The eurozone came out of its long recession in the second quarter of this year- expanding by 0.3 percent.
The was even good news from some struggling southern Europe nations. Portugal’s economy grew 1.1 percent, while Spain’s contraction was just 0.1 percent.
An analyst of the data from the European Union’s statistics office Eurostat showed the bounce was thanks to increases in exports and spending.
Exports to the rest of the world rose sharply between April and June after six months of falling sales.
At the same time spending by the region’s governments made the first positive contribution to the economy since late 2009 when Greece plunged the eurozone into its debt crisis.
“Everything is pointing to a recovery,” Dirk Schumacher, an economist with Goldman Sachs, said, adding he sees 0.1 percent growth in the third quarter. “We do have some divergence between countries, but the upswing is helping everyone to benefit.”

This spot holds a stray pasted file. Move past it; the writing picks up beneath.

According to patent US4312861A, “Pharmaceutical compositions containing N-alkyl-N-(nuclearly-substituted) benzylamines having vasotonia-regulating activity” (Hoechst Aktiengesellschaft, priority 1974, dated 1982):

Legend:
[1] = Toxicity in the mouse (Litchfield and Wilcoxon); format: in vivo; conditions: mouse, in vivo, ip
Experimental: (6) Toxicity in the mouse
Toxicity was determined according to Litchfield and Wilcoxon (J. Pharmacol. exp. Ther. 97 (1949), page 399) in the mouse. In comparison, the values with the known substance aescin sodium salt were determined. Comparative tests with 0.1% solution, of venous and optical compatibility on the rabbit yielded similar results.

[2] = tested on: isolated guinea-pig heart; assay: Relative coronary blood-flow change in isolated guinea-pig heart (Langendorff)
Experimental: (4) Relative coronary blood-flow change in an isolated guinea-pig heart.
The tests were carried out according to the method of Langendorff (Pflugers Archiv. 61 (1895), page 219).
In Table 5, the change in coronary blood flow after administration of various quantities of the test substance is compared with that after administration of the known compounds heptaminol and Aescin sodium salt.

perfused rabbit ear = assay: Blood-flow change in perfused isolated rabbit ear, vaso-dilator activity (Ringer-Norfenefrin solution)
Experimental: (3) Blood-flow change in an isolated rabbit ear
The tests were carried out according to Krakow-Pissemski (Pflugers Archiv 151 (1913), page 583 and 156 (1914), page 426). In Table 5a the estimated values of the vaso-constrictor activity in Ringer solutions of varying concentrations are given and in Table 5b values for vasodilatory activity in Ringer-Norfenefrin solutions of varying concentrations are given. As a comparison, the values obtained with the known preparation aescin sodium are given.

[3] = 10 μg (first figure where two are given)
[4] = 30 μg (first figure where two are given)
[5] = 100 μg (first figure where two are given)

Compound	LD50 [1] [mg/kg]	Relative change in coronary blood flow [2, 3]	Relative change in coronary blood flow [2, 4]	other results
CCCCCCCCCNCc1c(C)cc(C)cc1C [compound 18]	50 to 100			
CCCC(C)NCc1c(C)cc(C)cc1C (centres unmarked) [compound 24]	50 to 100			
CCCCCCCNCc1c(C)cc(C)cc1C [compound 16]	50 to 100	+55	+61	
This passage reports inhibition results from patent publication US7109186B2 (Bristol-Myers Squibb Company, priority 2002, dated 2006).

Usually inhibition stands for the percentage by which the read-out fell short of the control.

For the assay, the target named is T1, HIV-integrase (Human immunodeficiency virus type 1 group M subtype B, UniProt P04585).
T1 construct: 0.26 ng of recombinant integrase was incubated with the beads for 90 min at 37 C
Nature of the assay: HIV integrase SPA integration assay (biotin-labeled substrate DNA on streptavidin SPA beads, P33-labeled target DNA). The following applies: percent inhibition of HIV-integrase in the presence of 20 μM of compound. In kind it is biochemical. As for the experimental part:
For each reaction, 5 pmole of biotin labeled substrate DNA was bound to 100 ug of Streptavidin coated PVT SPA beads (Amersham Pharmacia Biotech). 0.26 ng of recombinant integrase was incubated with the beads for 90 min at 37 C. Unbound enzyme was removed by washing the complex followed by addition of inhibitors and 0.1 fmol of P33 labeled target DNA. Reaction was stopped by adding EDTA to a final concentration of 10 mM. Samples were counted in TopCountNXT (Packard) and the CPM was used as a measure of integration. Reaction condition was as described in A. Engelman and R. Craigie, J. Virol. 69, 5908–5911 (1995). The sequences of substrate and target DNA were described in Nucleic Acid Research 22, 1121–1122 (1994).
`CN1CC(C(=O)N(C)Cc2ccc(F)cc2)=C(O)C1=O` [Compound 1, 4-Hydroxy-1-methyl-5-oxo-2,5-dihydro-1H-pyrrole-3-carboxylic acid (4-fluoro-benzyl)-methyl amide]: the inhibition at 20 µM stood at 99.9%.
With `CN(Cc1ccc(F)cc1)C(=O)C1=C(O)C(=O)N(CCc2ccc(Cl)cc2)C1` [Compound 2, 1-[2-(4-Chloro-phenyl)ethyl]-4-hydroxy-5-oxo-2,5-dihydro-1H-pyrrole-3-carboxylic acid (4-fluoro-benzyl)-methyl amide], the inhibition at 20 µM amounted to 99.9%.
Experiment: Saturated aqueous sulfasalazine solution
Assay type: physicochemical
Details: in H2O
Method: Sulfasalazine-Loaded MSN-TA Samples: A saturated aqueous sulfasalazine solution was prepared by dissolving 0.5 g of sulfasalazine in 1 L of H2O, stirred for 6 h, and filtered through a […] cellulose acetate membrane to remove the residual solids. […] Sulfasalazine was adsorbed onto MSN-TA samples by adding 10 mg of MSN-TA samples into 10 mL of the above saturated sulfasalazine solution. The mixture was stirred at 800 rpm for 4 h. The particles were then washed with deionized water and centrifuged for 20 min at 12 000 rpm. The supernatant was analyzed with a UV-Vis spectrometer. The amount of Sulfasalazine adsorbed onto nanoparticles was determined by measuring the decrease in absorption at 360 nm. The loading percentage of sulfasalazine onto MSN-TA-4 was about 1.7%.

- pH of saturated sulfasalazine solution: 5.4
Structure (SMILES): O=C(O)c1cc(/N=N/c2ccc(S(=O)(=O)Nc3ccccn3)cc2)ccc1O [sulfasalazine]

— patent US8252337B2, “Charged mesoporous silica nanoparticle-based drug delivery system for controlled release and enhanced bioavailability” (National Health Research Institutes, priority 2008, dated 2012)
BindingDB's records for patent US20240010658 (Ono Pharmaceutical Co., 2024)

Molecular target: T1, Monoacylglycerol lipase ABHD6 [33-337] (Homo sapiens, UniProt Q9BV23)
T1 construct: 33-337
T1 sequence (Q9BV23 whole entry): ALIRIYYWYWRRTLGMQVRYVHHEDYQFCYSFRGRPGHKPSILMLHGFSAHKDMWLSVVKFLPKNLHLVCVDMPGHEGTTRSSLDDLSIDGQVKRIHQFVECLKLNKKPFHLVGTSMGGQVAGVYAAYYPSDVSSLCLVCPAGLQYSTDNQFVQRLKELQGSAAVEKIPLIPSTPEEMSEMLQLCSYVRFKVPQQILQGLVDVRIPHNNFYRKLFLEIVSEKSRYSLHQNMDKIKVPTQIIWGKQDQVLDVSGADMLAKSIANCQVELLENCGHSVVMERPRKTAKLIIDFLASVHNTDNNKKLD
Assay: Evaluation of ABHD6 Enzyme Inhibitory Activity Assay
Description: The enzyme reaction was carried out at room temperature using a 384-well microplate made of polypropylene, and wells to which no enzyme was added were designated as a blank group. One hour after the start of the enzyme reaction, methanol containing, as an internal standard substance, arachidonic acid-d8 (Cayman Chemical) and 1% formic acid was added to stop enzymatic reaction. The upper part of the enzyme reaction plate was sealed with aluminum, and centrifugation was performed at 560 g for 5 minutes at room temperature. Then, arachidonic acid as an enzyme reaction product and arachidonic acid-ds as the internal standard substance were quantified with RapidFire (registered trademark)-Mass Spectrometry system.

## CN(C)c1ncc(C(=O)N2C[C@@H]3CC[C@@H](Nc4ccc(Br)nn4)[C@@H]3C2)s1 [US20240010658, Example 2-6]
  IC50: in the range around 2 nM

Firms in the euro zone – almost a fifth of the world’s economy – had their best month in over two years in August as orders rose for the first time since mid-2011, a separate survey showed.
A string of reports in recent days suggest renewed growth for the 17 countries sharing the euro. That would weaken the case for another interest rate cut by the European Central Bank when it meets on Thursday.
However, the eurozone’s fragility was evident in the muted shopping performance by Europeans during July; retail trade volumes increased just 0.1 percent, Eurostat said in a separate release.
EU policymakers say it is premature to say the eurozone’s crisis is over and call on governments to press on with the painful reforms that can return business dynamism to the bloc, beyond the expected improvement in the third quarter.